Special Sky Party camping areas are set aside at a reduced rate for groups or individuals wishing to stay the night (or a few!) Lighting regulations are strict, so, as past Sky Camp attendees, we’d have to say that night vision optics can be invaluable for everything from finding dropped keys to adjusting the sight of your telescope!
If the Sky Party sounds like your cup of celestial tea, we’ll see you there with our night vision gadgets and top of the range telescopes!
The UK is superb for bird watching. So, as well as your new Sherwoods Photographic bird watching binoculars or telescopes, what makes the base of a great summer bird watching kit?
• Whether you’re a beginner or an avid devotee to twitching, a good pair of bird watching binoculars or specialist telescopes is essential. Shoddy equipment will simply detract from the pleasure of bird watching. Consider investing in a tripod to allow hands-free viewing.
• A notebook is an absolute must for all twitchers. It can also be a good idea to establish a set format as you record your observations (saves on confusion when referencing back over long periods of time) Try to note the time, date, location, weather, species, number and any other extra remarks, e.g. “fled into the hawthorn when the Blue Jay arrived” or “seem to prefer running water to still” etc.
• It’s important that your observations be accurate, so a good bird species or field guide that’s easy to reference quickly and clearly will be a great investment.
Whether you’re out in freezing gales or burning sunbeams, a little comfort is invaluable! Investing in a waterproof picnic blanket or small portable camping chair is a good idea for those indenting to be out in the elements for a good while (as is the nature of bird watching!)
Bird watching can actually be pretty physically demanding, so don’t’ forget to take warm layers, water and something nutritious to snack on (try to avoid noisy wrapping, opt for something like cling-film instead)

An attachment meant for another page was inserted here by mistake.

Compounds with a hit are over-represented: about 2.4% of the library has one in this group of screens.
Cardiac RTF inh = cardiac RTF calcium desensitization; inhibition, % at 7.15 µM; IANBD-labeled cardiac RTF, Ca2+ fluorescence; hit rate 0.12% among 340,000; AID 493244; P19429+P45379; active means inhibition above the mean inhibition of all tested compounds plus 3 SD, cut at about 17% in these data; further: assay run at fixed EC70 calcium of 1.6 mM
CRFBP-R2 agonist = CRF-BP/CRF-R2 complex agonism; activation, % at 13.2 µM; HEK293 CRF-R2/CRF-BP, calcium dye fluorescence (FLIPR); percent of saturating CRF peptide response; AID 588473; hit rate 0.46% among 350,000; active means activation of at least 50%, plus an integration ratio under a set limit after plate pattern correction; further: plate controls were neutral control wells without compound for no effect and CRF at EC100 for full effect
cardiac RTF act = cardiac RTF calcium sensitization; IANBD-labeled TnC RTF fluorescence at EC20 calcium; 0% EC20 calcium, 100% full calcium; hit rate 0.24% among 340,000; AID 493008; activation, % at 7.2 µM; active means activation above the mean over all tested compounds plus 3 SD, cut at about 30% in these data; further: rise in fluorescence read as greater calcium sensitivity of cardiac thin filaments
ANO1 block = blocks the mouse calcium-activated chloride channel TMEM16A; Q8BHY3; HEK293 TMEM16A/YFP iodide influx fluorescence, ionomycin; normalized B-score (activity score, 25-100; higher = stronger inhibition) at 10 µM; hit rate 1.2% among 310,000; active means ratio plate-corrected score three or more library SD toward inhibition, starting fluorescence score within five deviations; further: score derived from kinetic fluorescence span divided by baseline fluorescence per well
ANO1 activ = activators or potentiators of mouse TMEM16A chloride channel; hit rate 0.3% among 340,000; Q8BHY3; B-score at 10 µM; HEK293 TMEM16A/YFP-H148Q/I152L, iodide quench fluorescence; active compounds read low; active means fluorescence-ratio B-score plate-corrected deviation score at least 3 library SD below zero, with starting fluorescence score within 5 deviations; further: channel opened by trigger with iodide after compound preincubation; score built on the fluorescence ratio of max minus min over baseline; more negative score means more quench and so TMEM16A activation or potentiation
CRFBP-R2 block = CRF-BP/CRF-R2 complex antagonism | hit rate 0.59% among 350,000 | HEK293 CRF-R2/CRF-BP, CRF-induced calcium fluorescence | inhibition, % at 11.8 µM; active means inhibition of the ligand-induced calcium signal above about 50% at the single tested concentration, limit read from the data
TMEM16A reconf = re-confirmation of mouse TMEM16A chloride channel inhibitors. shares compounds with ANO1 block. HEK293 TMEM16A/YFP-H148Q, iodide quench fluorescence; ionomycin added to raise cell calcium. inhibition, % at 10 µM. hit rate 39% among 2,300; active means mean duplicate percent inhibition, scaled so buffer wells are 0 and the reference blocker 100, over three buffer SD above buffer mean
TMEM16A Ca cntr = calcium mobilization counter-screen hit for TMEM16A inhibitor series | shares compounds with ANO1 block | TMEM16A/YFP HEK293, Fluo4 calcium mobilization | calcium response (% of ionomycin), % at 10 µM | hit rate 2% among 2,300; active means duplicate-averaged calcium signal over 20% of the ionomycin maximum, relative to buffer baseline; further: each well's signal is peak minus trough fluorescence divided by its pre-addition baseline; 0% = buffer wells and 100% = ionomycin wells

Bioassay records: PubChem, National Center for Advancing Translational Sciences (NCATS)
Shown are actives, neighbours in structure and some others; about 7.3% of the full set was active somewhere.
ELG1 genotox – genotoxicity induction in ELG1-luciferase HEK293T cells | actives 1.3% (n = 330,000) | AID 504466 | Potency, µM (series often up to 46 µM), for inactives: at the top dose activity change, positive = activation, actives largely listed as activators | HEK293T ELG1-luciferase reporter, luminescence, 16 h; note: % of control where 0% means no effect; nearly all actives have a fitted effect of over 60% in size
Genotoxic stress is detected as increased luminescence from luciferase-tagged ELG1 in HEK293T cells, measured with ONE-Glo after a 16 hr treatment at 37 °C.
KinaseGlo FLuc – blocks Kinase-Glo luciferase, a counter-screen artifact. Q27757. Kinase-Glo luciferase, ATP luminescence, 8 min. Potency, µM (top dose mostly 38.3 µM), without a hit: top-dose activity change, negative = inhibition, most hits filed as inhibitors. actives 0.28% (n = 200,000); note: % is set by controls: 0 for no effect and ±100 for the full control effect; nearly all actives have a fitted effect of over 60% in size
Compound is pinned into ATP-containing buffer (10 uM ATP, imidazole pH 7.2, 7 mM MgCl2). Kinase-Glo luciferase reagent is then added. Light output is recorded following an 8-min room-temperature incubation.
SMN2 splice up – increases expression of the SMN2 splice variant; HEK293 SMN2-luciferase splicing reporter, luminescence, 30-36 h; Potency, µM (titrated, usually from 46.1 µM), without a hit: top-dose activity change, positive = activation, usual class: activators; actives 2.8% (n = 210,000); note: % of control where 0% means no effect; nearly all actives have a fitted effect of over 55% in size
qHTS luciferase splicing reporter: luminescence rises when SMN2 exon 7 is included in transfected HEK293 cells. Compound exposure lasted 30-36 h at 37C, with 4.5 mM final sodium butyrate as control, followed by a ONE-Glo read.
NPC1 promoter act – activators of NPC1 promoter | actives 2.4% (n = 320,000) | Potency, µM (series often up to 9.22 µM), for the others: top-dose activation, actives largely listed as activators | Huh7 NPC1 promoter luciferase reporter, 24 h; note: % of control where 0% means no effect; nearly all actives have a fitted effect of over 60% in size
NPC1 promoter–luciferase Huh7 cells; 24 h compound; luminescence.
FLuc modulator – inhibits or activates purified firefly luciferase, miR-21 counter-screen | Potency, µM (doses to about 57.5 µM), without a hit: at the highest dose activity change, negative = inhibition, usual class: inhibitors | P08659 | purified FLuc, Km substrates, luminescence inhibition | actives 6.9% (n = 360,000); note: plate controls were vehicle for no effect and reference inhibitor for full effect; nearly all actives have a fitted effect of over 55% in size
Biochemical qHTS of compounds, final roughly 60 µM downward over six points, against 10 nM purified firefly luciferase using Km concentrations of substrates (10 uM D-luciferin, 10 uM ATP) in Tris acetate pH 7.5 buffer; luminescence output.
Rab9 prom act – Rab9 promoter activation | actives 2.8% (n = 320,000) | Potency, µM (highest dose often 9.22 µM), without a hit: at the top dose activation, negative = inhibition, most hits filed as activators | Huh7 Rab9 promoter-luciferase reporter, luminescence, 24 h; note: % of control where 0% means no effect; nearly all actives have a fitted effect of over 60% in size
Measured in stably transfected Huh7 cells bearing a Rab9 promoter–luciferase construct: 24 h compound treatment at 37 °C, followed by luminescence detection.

Whilst some folks invest in our bird watching binoculars and telescopes for adventures over hill and moor, we meet lots of lovely folks who are interested in twitching a little closer to home, namely in their own back gardens!
First off, if there are lots of cats in the neighbourhood you’re at a disadvantage. To get around this it’s best to create high-up bird-friendly areas where local birdlife can safely nest and feed. The eves of old sheds etc. are ideal; anywhere local moggies can’t reach! Try to choose a spot you can view easily and comfortably using your nice new bird watching binoculars or telescopes.
Nesting and Cover
• Native trees and foliage attracts native birds. Do a little research to find out what nature intended to be your garden.
• Protective hedgerows and climbers like ivy, hawthorn, privet and blackthorn are great hiding/feeding spots and nesting locations for small birds.
Water and Food
• Remember to encourage tasty insects which will in turn attract birds.
• A little lawn space will attract larger birds to hunt for juicy worms.
• A safely sited bird bath is great for all birds; close to hiding areas like bushes etc is ideal. Pop a few rocks in for smaller birds to perch on. Birds also love moving water, so a chemical-free water feature could work wonderfully.
• Keep all feeding spots off the ground and free from things like mould and accumulated dirt.
• Birds usually prefer their feeding spots to be a little way away from nesting locations.
Sherwoods Photo Ltd Orders & Information Telephone 01789-488880
Registered Office: The Arden Centre, Little Alne, Wootton Wawen, Warwickshire, B95 6HW - Registered in England No.00666856
Prices, availability, appearance, product descriptions, and accessories are based on available manufacturer information and are subject to change without notice.